The discoveries of science have disclosed to us in each planet, which, like our own, revolves in regulated periods round the sun, provisions in all respects similar to those found to exist here:—the same structure, form, and materials—the same action and influence of the same calorific and illuminating agency—the same alternations of light and darkness, produced by the same means—the same pleasing succession of seasons—the same diversity of climate—the same agreeable distribution of land and water.
With the overwhelming evidence of these most essential analogies between our own and the other planets before our mind, how can we doubt but that those other “celestial structures” have been made, provided, and fitted by God to be the abodes of sentient beings kindred to the denizens of our earth? As direct evidence of the fact, however, remains as yet still denied us, attempts have not been, and even now are not wanting to throw doubt on the correctness of this inference from our analogical reasoning. But most of the “arguments” adduced against the supposition of the planets being inhabitable globes like our earth are of too flimsy and futile a nature to be deserving even of a passing allusion; others have been convincingly refuted. Thus, to give an instance, it has been advanced that Jupiter, Saturn, Uranus, and Neptune, being severally five, nine, eighteen, and twenty-eight times farther removed from the sun than our earth, the heating and illuminating power of the solar rays must be in these large planets respectively 25, 81, 324, and 784 times less than on our globe, which would preclude the possibility of the existence on them of beings organized like the denizens of earth. The simple consideration, however, that a mere enlargement of the pupil of the eye in the ratio of the diminution of the apparent superficial magnitude of the sun’s disk as respectively beheld from these planets, or a proportionally increased sensibility of the retina, would leave the illuminating power of the sun the same as at the earth; and that in like manner the diminished calorific power of the solar rays might be compensated by modified atmospheric conditions, will suffice to dispose of this objection. The only tenable argument against the habitableness of those large globes might be, that from their vast magnitude in comparison to the earth the effects of gravity upon them would be such as to unfit species organized like those of the latter for existence there, since they would, in fact, be crushed to pieces under the enormous pressure of their own weight. But leaving out of consideration the very obvious expedient of a proportionate adaptation of the size and weight of the bodies placed upon these globes to the respective magnitudes of the latter, a more careful examination of the question, and application of the rule, that “the weight of bodies placed upon the surface of a globe depends conjointly on the quantity of matter in the globe, and on the distance of the body from its centre,” will at once show that owing to the inferior density of the matter composing the four large planets, which in comparison to that of the matter composing the Earth, is for Jupiter as 1 to 4, for Saturn as 1 to 81, for Uranus and Neptune as 1 to 6; the weight of bodies placed on the surfaces of the three latter planets actually does not differ much from their weight on the earth, whilst in the case of Jupiter, it is only 23 times greater than upon the terrestrial globe.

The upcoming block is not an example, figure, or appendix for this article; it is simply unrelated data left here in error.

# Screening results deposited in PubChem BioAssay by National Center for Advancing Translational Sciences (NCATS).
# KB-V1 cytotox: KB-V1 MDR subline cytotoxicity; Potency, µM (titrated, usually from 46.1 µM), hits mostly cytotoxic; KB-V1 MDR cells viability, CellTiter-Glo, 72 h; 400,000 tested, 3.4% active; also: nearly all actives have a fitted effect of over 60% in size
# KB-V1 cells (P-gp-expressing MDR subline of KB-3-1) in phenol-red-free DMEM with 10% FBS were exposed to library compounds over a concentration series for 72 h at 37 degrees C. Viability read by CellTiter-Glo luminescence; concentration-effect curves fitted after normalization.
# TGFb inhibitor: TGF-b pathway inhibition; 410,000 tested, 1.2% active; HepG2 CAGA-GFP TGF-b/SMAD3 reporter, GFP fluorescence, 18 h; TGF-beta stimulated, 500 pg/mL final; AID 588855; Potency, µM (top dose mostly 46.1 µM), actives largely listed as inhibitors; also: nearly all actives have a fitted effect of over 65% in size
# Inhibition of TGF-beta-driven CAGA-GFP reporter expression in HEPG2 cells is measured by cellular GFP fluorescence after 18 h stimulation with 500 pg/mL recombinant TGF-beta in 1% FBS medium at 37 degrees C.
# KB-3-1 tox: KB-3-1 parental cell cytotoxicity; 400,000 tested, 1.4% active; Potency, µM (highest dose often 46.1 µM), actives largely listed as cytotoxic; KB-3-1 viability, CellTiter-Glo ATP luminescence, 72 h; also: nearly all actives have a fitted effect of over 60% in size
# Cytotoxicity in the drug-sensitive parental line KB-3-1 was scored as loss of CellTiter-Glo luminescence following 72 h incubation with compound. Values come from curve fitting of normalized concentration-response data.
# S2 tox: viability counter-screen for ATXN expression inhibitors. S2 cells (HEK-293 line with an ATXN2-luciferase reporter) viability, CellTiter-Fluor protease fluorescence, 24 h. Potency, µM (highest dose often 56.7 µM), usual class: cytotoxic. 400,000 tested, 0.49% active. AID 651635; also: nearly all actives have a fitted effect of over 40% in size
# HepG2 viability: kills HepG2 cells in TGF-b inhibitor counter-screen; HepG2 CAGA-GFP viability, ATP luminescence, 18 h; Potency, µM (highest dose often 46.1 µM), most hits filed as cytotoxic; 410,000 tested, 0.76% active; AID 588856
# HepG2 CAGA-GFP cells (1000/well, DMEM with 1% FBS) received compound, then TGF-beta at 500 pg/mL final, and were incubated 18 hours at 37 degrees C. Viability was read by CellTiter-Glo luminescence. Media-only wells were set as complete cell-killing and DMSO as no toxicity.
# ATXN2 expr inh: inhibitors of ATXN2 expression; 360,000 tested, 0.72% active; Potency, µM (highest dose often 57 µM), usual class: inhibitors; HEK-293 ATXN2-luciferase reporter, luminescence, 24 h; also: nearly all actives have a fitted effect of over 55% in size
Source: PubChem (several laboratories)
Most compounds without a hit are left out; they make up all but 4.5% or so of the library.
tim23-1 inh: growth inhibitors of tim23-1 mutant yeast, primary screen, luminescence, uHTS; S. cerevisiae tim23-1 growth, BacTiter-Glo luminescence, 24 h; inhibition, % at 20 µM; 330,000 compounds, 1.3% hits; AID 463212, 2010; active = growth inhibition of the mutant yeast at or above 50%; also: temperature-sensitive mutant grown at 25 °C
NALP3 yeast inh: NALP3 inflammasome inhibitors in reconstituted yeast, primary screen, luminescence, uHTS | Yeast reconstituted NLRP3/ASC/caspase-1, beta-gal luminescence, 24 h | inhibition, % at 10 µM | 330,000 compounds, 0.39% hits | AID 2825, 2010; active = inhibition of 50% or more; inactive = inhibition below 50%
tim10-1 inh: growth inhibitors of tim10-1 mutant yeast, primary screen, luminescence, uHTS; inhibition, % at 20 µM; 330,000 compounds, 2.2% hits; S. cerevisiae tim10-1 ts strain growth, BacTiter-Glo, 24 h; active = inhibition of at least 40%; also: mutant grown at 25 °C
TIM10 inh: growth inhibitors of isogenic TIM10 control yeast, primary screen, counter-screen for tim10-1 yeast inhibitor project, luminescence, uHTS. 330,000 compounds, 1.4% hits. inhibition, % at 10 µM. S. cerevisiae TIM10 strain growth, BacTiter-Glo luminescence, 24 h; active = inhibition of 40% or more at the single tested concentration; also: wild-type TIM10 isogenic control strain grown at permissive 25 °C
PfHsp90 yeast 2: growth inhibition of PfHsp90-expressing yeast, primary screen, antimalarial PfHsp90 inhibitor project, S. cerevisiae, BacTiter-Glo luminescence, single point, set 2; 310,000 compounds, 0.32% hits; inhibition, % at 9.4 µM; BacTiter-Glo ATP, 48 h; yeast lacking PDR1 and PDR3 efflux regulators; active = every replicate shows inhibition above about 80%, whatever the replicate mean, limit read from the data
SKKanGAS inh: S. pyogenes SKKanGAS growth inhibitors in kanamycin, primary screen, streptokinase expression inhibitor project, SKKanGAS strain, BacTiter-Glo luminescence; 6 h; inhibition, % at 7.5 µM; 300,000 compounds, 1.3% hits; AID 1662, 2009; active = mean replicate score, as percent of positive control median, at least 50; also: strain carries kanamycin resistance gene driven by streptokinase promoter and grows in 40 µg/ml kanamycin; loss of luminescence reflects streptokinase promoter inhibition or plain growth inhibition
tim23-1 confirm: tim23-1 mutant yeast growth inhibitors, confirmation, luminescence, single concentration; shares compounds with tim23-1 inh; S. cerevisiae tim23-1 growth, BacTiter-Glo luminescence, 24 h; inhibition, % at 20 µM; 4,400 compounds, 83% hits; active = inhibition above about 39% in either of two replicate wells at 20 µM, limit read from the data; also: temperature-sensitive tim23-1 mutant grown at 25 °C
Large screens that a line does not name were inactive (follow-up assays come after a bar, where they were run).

In the case of the moon we are led to believe from the desolate bleakness of her surface, and the total absence of all indications of an atmosphere, that she is not inhabited by organized beings. But even here, how know we but that that most beneficent emanation of the “self-evolving energy divine,” that most powerful agent in the mysterious chemistry of the spheres—the all-vivifying rays of the sun, may not be silently at work re-fitting even that “cinder of an extinct world,” for the habitation of kindred beings?
The satellites of the other planets have been proved by astronomical observation to be under physical conditions similar to that of the moon; and it is probable, therefore, that they are at all events not as yet in a proper state of habitability. Finally, as regards the planetoids or asteroids—whether we look upon them in the light of fragments of a smashed or exploded planet, or in that of germs or constituent elements of a future planet in process of formation by coalescing and agglomeration—it is plain that they present none of the leading and essential analogies to our earth that are observed in the larger planets.